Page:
"Exciting Politics and Passion"
What You Need To Know:
The first two episodes of ATLANTIC CROSSING are extremely well-directed, with beautiful sets and cinematography and wonderful acting. The historical authenticity of the first two episodes is excellent. Every moment of the first two episodes in ATLANTIC CROSSING has a tremendous jeopardy. They also have a strong moral worldview and extensive Christian content, with very few negative elements. The jeopardy in ATLANTIC CROSSING is alleviated by very strong Christian appeals to God by the children and the parents. MOVIEGUIDE® advises caution for younger children because of the war scenes and some intense political issues.
ATLANTIC CROSSING is one of the most exciting historical television miniseries focusing on the Norwegian royal family trying to save Norway from the Nazi Germany at the beginning of World War II by reaching out to President Roosevelt and King George VI of England. The first two episodes of ATLANTIC CROSSING are extremely well-directed, with beautiful sets and cinematography and wonderful acting, with very few negative elements.
The first episode opens with the Crown Prince, Olav and Crown Princess, Martha, traveling by train on their visit to the Untied States, to elicit help on the verge of World War II in face of the threat of Hitler’s growing power. They clearly love each other and start to get romantic while fully clothed while the train pulls into the station, where a band playing the Norwegian anthem and local American officials are waiting to greet them.
They meet with President Franklin Delano Roosevelt, who understands their concern about Adolf Hitler’s intentions, but Roosevelt is told by his Secretary of State, Cordell Hull, that the American people want peace and do not want to be involved in another European war. Germany needs Norway because Germany needs Norway’s iron ore necessary to making steel for their armaments. By the way, Churchill knew this and tried to get England to take a more active role in protecting Norway, but he was overruled, and England only gave lackluster support with few troops badly equipped.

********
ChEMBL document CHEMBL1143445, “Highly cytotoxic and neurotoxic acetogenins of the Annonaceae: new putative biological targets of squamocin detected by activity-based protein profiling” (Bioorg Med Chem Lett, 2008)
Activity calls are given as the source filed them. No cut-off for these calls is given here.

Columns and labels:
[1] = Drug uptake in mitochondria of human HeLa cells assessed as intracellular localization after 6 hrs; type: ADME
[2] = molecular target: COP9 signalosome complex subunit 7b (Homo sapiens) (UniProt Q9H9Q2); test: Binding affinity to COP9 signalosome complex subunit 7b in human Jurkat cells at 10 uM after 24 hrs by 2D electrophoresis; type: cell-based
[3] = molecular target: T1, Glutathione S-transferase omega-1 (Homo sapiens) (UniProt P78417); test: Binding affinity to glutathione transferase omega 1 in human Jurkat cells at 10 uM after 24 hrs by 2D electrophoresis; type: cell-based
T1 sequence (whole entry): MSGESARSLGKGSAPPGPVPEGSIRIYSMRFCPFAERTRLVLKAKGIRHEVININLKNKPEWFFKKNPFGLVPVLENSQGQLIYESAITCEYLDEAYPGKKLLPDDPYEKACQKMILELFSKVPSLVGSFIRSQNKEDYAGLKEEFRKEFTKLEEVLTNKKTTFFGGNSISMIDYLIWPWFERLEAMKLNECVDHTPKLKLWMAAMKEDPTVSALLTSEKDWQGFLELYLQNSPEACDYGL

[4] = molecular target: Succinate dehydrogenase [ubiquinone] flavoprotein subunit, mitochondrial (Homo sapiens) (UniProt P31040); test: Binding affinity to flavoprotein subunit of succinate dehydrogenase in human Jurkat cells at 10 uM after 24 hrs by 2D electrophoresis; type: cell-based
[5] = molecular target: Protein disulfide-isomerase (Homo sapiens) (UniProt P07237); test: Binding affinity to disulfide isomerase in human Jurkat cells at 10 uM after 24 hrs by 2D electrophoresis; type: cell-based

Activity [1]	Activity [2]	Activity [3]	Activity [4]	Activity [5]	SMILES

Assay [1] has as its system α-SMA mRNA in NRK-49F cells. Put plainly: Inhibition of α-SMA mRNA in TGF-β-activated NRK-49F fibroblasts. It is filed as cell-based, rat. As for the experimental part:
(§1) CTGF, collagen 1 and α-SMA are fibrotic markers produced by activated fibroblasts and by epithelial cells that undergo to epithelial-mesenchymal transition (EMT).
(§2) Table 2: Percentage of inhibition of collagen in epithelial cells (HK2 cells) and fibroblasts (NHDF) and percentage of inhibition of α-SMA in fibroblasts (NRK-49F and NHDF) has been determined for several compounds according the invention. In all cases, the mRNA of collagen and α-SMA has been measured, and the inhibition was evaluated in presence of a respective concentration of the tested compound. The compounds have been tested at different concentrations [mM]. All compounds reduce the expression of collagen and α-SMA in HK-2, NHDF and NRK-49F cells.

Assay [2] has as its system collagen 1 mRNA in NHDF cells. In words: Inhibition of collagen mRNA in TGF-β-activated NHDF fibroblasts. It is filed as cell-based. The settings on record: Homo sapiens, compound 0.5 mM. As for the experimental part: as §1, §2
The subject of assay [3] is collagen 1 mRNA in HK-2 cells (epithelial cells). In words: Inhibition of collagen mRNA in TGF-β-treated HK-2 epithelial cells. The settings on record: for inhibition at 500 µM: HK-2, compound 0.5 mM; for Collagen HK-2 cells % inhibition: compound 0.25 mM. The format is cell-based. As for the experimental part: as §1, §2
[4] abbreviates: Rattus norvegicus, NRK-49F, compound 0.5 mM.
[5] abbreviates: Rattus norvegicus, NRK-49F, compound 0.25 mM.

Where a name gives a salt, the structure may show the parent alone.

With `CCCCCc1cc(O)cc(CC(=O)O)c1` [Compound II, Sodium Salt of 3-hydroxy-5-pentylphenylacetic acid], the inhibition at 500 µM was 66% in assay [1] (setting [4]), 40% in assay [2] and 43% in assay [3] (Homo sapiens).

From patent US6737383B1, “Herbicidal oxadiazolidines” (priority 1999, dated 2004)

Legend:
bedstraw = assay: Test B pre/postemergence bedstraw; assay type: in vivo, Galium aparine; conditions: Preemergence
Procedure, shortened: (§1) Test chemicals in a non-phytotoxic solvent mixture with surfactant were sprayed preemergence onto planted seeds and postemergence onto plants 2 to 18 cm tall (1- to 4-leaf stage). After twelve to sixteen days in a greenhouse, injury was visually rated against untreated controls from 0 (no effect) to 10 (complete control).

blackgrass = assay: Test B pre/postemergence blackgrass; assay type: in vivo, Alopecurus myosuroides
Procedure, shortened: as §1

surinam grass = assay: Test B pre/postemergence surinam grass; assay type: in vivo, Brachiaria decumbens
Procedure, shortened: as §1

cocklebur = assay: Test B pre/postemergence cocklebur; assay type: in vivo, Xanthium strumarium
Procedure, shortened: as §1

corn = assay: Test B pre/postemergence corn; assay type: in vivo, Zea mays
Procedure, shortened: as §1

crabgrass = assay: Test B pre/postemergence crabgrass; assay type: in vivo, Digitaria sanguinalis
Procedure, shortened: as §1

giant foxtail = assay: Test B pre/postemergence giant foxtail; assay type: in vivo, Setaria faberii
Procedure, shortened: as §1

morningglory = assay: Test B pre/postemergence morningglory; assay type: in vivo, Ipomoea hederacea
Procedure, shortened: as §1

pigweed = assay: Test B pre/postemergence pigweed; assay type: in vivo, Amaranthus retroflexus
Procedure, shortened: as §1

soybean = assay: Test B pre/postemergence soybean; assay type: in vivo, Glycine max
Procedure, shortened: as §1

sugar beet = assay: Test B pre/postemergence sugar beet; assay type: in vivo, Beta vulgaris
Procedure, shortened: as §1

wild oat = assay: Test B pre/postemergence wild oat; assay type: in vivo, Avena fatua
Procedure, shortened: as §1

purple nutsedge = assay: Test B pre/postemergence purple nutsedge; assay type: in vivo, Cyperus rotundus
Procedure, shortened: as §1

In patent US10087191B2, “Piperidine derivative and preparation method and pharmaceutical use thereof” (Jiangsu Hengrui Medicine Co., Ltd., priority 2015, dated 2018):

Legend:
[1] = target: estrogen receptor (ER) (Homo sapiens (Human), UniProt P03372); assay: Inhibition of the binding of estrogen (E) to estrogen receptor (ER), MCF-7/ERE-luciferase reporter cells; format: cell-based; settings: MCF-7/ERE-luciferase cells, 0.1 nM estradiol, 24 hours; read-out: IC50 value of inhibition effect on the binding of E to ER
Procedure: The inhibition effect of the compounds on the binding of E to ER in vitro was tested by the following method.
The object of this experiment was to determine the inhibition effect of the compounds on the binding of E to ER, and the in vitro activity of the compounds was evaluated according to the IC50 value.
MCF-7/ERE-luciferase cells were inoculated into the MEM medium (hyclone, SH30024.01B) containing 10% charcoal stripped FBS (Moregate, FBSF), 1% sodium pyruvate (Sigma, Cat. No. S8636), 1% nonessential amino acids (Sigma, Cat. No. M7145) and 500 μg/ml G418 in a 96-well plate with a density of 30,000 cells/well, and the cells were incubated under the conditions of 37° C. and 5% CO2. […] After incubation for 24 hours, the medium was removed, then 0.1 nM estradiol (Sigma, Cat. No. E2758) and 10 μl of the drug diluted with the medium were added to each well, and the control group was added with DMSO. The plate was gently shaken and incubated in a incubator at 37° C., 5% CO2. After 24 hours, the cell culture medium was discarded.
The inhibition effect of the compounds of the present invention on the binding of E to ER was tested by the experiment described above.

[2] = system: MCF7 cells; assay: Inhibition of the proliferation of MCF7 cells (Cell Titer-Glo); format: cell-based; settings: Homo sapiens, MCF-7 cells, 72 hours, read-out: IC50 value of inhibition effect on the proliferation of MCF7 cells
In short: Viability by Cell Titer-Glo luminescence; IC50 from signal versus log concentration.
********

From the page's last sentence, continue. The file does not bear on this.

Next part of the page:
When Olav and Martha return to Norway to meet with Olav’s father, King Haakon, rumors of Hitler’s intentions have increased dramatically. Martha pressures U.S. Ambassador Florence Jaffray “Daisy” Harriman for information, and the Ambassador tries to be discreet, but indicates Germany needs the iron ore. Norway has declared itself neutral, just as Sweden and Denmark did, thinking that would protect them form invasion. The King and the Crown Prince are more concerned than the cabinet and want to mobilize the army, but the Prime Minister says the government doesn’t want to do anything which would upset the Germans.
Then, the Germans attack and quickly take over Denmark. Next, they start destroying Norwegian ships, even passenger ships with mothers and children, and they quickly move into Norway. Prince Olav sends Martha and the children to Sweden since she’s the niece of the Swedish king. They’re stopped by Norwegian militia, who tell them the Germans are everywhere. By the way, the Germans have already occupied the royal palace in Oslo and threatened the staff with torture to tell them where the royal party went and then shoot the royal pet dog.